The budget for 2011 was approved with a substantial expansion over that for 2010, the cuts so far announced have cut only part of that expansion. Besides, until executed, a budget exists only on paper. Expenditures are always contingent upon something: funding/tax collecting, political decision/bargaining, . . . To my knowledge, a budget has never been executed in full.
Were the "cuts" innocuous? No, not at all. They signalize a desire to curb spending expansion but they were not really spending cuts. As both of you said, Vamos ver!
PS: Please tone down your expectations: airports/infrastructure is not a priority, much less a high one. These people are politicians, their only interests are in their careers, their only mirror is public opinion (on a macro level), we are not relevant to them
Feb 12, 11, 5:59 am
Were the 'cuts' any different than anywhere else, bar Greece, say, then your pessimism should be applauded. However, even these tiny steps are the first positive indications in eight years. Do you not agree?
They signalize a desire to curb spending expansion but they were not really spending cuts.
Was most of this not brought upon themselves by offering credit to a wider section of the population?
I get the impression everyone went on a spending spree because of this.
Hiddy, there are two processes here:
i) Government spending: This is the one whose expansion it is proposed to be curbed. While it is true that this spending eventually (over)stimulates the economy, it is particularly dangerous here because Brazil already runs a massive fiscal deficit, even before the expansion, even after any possible cuts. This deficit, as in the US, is financed through emission of debt and, worldwide, the debt markets are becoming wary about the political and financial capacity of governments to pay off their debts, which makes everyone nervous, in a self-reinforcing spiral.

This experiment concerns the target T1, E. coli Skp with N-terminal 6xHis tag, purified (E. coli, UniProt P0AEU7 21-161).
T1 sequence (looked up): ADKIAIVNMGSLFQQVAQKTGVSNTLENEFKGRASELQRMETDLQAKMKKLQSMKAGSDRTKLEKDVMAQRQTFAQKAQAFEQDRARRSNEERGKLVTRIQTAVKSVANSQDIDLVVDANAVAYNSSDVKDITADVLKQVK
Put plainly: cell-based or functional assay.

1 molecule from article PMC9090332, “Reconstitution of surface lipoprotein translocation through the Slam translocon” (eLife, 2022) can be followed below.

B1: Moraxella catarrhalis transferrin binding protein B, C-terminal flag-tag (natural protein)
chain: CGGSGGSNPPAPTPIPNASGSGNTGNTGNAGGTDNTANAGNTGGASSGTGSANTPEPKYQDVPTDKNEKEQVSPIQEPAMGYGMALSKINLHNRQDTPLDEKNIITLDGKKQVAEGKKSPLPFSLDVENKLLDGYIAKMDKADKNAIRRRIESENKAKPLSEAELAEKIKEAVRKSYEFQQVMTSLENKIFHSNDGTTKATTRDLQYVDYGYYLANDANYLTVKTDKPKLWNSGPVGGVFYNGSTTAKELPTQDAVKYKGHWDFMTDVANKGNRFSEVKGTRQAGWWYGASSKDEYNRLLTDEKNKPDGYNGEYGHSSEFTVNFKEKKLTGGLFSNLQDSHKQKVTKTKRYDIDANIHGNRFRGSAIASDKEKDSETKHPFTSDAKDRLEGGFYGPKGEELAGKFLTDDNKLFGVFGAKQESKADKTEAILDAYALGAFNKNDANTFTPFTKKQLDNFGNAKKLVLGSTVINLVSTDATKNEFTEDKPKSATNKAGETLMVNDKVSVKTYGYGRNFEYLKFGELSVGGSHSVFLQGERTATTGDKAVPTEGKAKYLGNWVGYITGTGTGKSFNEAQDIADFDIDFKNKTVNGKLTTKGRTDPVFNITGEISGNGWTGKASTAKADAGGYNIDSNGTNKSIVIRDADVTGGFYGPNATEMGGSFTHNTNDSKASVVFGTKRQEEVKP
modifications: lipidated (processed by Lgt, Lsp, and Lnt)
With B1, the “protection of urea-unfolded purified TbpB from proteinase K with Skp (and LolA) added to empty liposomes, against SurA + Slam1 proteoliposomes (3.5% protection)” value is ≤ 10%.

ii) Consumer lending: This is the credit offered to a wider section of the population. In a "normal" country, the risks of credit offered to the consumer would be the responsibility of private lenders; this would have nothing to do with government, but in Brazil . . .
ii.i) In 2008 Lula, overriding technical decisions from Banco do Brasil and Caixa Econômica Federal, ordered these (state owned) banks to offer consumer credit cheaper than the then market rates, in an attempt to artificially lower interest rates (yes, interest rates in Brazil are very high, but unfortunately there is a reason for it - a little bit complex and too long to present here, but related to very high costs for recuperation of bad credit, when and if possible). So, state owned banks are in line for consumer credit risk also . . .